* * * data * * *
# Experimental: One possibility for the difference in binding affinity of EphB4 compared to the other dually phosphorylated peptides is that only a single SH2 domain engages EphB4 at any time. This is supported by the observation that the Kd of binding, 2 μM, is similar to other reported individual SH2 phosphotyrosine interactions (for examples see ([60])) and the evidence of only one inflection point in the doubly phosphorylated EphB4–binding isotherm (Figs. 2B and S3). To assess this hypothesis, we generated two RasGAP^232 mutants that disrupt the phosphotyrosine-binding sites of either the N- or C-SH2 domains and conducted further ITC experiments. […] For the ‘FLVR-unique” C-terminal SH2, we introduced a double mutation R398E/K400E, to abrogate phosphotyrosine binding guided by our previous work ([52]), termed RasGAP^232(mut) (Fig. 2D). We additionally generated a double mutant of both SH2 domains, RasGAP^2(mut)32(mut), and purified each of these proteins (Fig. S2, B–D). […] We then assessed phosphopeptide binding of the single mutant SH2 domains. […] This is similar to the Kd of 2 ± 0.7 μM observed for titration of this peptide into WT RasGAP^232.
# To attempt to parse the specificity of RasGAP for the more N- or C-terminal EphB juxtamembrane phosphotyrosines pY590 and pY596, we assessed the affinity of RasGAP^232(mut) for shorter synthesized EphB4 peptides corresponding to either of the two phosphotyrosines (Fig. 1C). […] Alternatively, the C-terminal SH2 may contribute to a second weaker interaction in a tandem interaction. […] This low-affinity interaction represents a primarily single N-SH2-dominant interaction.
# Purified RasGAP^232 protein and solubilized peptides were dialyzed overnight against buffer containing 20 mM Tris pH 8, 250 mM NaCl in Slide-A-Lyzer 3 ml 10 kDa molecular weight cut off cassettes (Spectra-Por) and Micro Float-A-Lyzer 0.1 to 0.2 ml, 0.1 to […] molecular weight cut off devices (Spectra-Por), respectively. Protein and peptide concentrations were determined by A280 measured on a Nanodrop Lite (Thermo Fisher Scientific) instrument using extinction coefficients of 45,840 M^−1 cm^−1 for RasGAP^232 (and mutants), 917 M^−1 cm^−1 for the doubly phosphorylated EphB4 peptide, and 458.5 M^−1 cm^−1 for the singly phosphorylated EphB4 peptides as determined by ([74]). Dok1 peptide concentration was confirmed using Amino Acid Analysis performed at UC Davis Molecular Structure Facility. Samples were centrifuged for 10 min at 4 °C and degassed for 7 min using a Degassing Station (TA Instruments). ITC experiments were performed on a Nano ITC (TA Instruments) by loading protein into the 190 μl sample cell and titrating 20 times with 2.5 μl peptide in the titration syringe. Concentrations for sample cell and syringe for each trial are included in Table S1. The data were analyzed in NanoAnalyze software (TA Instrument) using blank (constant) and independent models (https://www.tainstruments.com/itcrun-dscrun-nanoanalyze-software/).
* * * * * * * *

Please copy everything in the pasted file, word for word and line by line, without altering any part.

# Experimental: One possibility for the difference in binding affinity of EphB4 compared to the other dually phosphorylated peptides is that only a single SH2 domain engages EphB4 at any time. This is supported by the observation that the Kd of binding, 2 μM, is similar to other reported individual SH2 phosphotyrosine interactions (for examples see ([60])) and the evidence of only one inflection point in the doubly phosphorylated EphB4–binding isotherm (Figs. 2B and S3). To assess this hypothesis, we generated two RasGAP^232 mutants that disrupt the phosphotyrosine-binding sites of either the N- or C-SH2 domains and conducted further ITC experiments. […] For the ‘FLVR-unique” C-terminal SH2, we introduced a double mutation R398E/K400E, to abrogate phosphotyrosine binding guided by our previous work ([52]), termed RasGAP^232(mut) (Fig. 2D). We additionally generated a double mutant of both SH2 domains, RasGAP^2(mut)32(mut), and purified each of these proteins (Fig. S2, B–D). […] We then assessed phosphopeptide binding of the single mutant SH2 domains. […] This is similar to the Kd of 2 ± 0.7 μM observed for titration of this peptide into WT RasGAP^232.
# To attempt to parse the specificity of RasGAP for the more N- or C-terminal EphB juxtamembrane phosphotyrosines pY590 and pY596, we assessed the affinity of RasGAP^232(mut) for shorter synthesized EphB4 peptides corresponding to either of the two phosphotyrosines (Fig. 1C). […] Alternatively, the C-terminal SH2 may contribute to a second weaker interaction in a tandem interaction. […] This low-affinity interaction represents a primarily single N-SH2-dominant interaction.
# Purified RasGAP^232 protein and solubilized peptides were dialyzed overnight against buffer containing 20 mM Tris pH 8, 250 mM NaCl in Slide-A-Lyzer 3 ml 10 kDa molecular weight cut off cassettes (Spectra-Por) and Micro Float-A-Lyzer 0.1 to 0.2 ml, 0.1 to […] molecular weight cut off devices (Spectra-Por), respectively. Protein and peptide concentrations were determined by A280 measured on a Nanodrop Lite (Thermo Fisher Scientific) instrument using extinction coefficients of 45,840 M^−1 cm^−1 for RasGAP^232 (and mutants), 917 M^−1 cm^−1 for the doubly phosphorylated EphB4 peptide, and 458.5 M^−1 cm^−1 for the singly phosphorylated EphB4 peptides as determined by ([74]). Dok1 peptide concentration was confirmed using Amino Acid Analysis performed at UC Davis Molecular Structure Facility. Samples were centrifuged for 10 min at 4 °C and degassed for 7 min using a Degassing Station (TA Instruments). ITC experiments were performed on a Nano ITC (TA Instruments) by loading protein into the 190 μl sample cell and titrating 20 times with 2.5 μl peptide in the titration syringe. Concentrations for sample cell and syringe for each trial are included in Table S1. The data were analyzed in NanoAnalyze software (TA Instrument) using blank (constant) and independent models (https://www.tainstruments.com/itcrun-dscrun-nanoanalyze-software/).